Winn took second base without a throw on the first pitch to Wilson. Wilson hit a broken-bat flare to Soriano in shallow right to end the inning. Chris Young threw 21 pitches and had thrown 84 through seven.

Grade: B-
Meche faltered a bit. He fell behind 3-1 to Teixeira, who fouled off the next four pitches before grounding out to Boone. He walked Dellucci on four pitches. Mench mashed a 1-2 pitch to leftfield which could have gone for a double if it wasn't hit right to Winn, who caught the rope (HUGE out). Hidalgo grounded out to third, ending what I thought was Meche's final inning. Meche threw 19 pitches and had thrown 95 through seven.

Grade: B
I like surprises. Valdez got behind 0-2 and grounded out to first (3-1 putout) two pitches later. Ichiro saw a 1-1 pitch down and in and put the home-run swing on it, putting it 10 rows back into the rightfield seats. Ladies and gentlemen, we have found our 2005 Jeff Zimmerman, and thy name is Chris Young. Whoever ended up with the Ichiro ball in the stands ended up throwing it back. Who in their right mind would throw back an Ichiro ball?
Reed got behind 0-2 and ended up popping to Blalock at the mound. Beltre got down 0-2 as well, eventually flying out to center. Chris Young threw 18 pitches.

Unfortunately for Young, he gave up the lead in the 7th, and was in line for the loss after the 8th despite spinning a great outing. Somewhere Ryan Franklin is laughing.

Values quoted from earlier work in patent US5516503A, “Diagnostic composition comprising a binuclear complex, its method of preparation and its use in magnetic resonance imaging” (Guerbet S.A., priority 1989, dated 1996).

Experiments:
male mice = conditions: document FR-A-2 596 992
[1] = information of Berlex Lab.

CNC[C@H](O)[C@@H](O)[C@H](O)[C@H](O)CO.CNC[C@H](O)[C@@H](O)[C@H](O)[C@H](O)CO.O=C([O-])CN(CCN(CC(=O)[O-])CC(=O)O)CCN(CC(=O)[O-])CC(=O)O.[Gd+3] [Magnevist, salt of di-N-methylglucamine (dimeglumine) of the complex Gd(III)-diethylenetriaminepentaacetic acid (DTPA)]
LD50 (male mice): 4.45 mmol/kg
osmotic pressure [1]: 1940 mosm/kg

Young's line: 8 innings, 2 runs, 5 hits, 1 walk, 3 strikeouts, 103 pitches (70 strikes)

Grade: B-
Mike Hargrove sent Meche out to the mound in the 8th, which surprised me, and they almost ended up paying for it. Nix whiffed on an 0-2 breaking ball. Meche then hung a first-pitch breaking ball to Barajas, the #9 hitter, who tagged it down the leftfield line for a double. Gary Matthews, Jr. pinch ran for Barajas. Soriano flew out to center.

Hargrove came out to the mound and Ron Villone was summoned from the bullpen. Villone got a first-pitch strike on Blalock. Blalock fouled off two pitches before whiffing on a fastball up and in. It was quite an authoritative strikeout, and signaled the best we can expect out of Villone in his ridiculous situational lefty role (not his fault).

Meche's line: 7 2/3 innings, 1 run, 4 hits, 1 walk, 3 strikeouts, 104 pitches (68 strikes)
Villone's line: 1/3 inning, 0 runs, 0 hits, 0 walks, 1 strikeout, 4 pitches (4 strikes)

Grade: A
Surely the Mariners would like some insurance so Eddie Guardado wouldn't give the fans a Cardiac Ninth. Carlos Almanzar came in to relieve Chris Young. Sexson quickly took care of the insurance thing, swatting an 0-1 pitch over the scoreboard in left, though it took a long time to come down. That was a moon shot, rainmaker, whatever you want to call it.